When it comes to gifts, folks often say it's the thought that counts — but what if your significant other doesn't live by that phrase?
For one woman on Mumsnet, not only does her boyfriend disregard that old adage — but he also set a minimum budget for her when buying his birthday gift.
Wait, there's more: Months earlier, he'd cheaped out on a gift for her. Now he's asking that she order specific pricy items at a specific time — despite knowing she's a bit strapped for cash at the moment.
Let's dive into this one...
This man asked his girlfriend to spend a minimum of $200 on his birthday gift.
In a post on the "Am I Being Unreasonable?" subforum on Mumsnet, a woman wanted to know whether she was unreasonable for being frustrated with her boyfriend's birthday demands.
The woman said that she and her boyfriend have been together for about a year, and that they recently went on vacation together. While they were away, her boyfriend told her to wait until they were back home before buying him a birthday gift.
... Which is already a little weird, until you learn that he told her this more than once. And that he didn't take into account that his birthday was very soon after their arrival home, which gave her no time to order his gifts. And that he wanted some very specific and expensive items.
Oh, and he'd also cheaped out on his own gift for her just a few months earlier when it was her birthday. Did we forget to mention that he likes to make fun of how she's short on cash, too?
This one's a doozy.
Let's let the woman tell the story in her own words...
"My boyfriend and I are together a year next month so this year was our first Valentine's and birthdays," she began her post. "We returned from holiday early last week and his birthday was last Sunday. Prior to the holiday, he told me to save my money and wait until we were home and settled before buying any presents. Now I know I didn’t mishear him because he said it more than once."
"He said that he expects me to spend a minimum of £200 on him because that was his budget and specifically requested an outdoor pop-up tent and JBL speaker equating to the budget," she continued. "Based on boyfriend's advice, this would mean anything I order wouldn’t arrive on time for the Sunday."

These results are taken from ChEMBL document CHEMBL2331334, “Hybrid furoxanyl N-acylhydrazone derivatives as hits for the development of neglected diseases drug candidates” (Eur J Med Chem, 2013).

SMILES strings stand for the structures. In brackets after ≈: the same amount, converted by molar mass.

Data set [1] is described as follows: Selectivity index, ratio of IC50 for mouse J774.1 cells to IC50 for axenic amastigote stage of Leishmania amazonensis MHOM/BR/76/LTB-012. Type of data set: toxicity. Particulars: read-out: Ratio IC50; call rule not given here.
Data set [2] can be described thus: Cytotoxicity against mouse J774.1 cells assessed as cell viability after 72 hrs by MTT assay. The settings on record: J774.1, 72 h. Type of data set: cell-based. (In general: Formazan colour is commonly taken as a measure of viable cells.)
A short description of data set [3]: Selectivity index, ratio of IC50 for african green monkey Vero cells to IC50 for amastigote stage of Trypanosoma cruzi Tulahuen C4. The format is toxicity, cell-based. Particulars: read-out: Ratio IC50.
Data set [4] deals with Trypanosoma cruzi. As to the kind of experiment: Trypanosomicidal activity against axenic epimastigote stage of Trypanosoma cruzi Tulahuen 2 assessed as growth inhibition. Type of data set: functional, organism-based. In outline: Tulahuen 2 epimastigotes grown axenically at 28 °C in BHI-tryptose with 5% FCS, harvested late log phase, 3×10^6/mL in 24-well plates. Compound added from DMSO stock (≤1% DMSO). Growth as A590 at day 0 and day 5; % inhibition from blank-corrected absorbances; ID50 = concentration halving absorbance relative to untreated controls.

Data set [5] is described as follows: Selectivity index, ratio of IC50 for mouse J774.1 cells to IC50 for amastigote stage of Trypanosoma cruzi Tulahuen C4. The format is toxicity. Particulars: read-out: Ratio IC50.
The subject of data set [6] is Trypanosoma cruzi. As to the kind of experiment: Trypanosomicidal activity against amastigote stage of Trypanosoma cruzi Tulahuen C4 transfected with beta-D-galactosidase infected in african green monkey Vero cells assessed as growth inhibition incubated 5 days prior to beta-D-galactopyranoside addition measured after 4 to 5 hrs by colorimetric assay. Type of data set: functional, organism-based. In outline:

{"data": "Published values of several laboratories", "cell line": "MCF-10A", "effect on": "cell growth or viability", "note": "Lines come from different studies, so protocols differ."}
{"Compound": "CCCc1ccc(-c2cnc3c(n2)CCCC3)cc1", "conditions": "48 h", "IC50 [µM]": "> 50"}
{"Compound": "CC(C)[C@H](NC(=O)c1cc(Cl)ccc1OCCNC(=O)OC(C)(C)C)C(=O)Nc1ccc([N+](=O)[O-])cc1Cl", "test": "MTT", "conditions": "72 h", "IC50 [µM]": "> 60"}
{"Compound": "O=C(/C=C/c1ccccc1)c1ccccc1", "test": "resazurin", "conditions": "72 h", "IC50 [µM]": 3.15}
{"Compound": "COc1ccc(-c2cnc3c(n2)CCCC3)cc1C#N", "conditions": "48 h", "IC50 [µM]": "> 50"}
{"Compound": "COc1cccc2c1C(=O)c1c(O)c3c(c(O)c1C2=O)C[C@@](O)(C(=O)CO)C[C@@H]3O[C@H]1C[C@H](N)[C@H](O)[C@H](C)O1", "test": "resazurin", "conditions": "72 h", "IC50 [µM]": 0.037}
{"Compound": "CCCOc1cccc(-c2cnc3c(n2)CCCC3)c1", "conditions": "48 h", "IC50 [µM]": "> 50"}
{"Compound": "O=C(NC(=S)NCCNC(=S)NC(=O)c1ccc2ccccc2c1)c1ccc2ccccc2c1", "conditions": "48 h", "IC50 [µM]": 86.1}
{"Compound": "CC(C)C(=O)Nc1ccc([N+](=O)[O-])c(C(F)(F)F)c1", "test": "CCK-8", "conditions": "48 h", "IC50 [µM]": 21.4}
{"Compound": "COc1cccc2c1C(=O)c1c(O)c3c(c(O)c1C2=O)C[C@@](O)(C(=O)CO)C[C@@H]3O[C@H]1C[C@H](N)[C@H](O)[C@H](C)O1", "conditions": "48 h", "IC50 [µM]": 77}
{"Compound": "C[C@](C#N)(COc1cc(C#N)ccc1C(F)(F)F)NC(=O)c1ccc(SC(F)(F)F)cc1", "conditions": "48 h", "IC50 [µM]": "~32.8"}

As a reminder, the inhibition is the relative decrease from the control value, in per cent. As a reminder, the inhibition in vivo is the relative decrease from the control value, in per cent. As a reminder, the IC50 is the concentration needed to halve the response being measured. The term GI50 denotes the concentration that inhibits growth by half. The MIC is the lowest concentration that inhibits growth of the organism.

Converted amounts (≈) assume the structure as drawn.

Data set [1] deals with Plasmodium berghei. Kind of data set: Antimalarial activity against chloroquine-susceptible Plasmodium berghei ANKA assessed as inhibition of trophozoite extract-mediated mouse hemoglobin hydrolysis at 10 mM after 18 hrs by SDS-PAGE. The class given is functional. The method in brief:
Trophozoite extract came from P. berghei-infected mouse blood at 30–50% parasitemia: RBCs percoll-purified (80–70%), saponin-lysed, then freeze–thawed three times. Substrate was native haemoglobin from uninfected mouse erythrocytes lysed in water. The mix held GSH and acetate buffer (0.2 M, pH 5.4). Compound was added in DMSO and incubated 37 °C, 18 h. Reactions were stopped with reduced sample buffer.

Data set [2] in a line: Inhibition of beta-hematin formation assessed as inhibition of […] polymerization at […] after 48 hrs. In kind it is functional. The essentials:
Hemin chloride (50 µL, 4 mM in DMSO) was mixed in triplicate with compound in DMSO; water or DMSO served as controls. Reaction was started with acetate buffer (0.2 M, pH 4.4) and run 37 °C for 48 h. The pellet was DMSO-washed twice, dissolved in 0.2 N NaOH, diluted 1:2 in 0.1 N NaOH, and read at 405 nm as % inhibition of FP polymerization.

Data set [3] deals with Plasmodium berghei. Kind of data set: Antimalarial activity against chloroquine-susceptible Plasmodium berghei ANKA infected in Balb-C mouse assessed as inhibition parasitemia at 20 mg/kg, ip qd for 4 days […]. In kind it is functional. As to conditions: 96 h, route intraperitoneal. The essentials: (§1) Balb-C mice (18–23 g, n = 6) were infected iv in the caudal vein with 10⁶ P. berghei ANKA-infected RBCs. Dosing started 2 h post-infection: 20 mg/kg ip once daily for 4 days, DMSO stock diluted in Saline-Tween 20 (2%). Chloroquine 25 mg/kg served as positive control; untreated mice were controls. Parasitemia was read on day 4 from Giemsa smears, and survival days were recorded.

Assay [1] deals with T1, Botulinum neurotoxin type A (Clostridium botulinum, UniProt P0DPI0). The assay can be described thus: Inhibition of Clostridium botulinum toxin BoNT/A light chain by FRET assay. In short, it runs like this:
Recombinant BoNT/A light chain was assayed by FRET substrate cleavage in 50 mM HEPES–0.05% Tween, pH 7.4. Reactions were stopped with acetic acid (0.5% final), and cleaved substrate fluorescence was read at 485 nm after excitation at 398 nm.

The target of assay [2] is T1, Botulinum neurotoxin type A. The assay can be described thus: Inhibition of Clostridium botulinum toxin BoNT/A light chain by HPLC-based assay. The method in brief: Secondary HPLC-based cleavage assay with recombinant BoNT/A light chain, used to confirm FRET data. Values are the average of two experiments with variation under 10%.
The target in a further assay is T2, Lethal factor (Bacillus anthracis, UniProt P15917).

"I literally started a new job where I am paid monthly and after the holiday and paying other bills, I have £30 to do me until payday and my boyfriend is completely aware of this," she wrote. "Sunday came and he was incredibly disappointed there were no gifts (I did bring him to the beach and paid for dinner)."
"I would never expect him to take care of me financially but despite knowing how strapped I am until payday, he hasn’t offered to pay for anything and instead keeps making jokes about how poor I am," she went on. "He even tried to give me £5 as a joke so I couldn’t say he ‘wasn’t a good boyfriend who didn’t get me anything’…"
"Here’s my issue," she explained (only one issue, singular? Sorry). "My birthday was in June and without sounding materialistic I was incredibly disappointed with my presents and know my boyfriend completely cheaped out yet set a minimum budget for his presents."
"He bought me a pair of Crocs (in the wrong size), Yankee Candles (Christmas scents), and a reed diffuser," she wrote. "On top of this, we went for a meal tasting (8 courses) that was £80 per person (in total £160) and my boyfriend is including the total £160 toward the money he spent on me. Now, when I take anyone out for dinner, I only factor in their portion towards total cost and completely ignore my own because that’s money I spent on myself and not them. Isn’t this normal?"
"Before anyone presumes I went googling the prices … My boyfriend left the delivery slips in the bags (presents weren’t wrapped and they were handed to me in packaging they arrived in) and a lot of the items were heavily discounted compared to their normal retail price," she noted. "I know it’s not what a person spends but the thought that counts, but when I tally what my boyfriend spent it was roughly £130!"
Commenters had a few ideas for this woman...
"[Get him a] second-hand tent and he can go live in it," one person wrote before noting that OP should leave this guy.
"Anyone who told me what they expected me to spend on them would soon be an ex," another commenter said.
"Please raise your standards," said another. "This joke of an idiot is not worth your time."
"Any man who buys his parter a Yankee candle and reed diffuser is not a keeper," one commenter noted.
"He has the hallmarks of a financial abuser, entitled to your money and gaslighting you about his," someone else wrote. "Are you too afraid to see him for what he is? Throwing money at the problem won't cure it. Dumping him will.
A couple of commenters felt the blame lied on both sides, or didn't think this had to be the end of their relationship.
"I think you both need to grow up," wrote one person, seemingly not impressed with either the woman or her BF.
Another wrote: "If you are determined to stay with him, here is some great advice from the relationships crew here on [Mumsnet]. Earlyish on in a relationship — this still counts for your, OP — say NO to him. Don't explain, etc., but assert yourself and say no. You could say 'NO I won't be doing that' re his present demands, or 'No I won't be spending that much.' See how he responds. It will tell you a lot about him and about your future relationship. Eyes open!!!"
The overwhelming majority, however, felt that this woman needs to kick her man to the curb. We're inclined to agree. What do you think?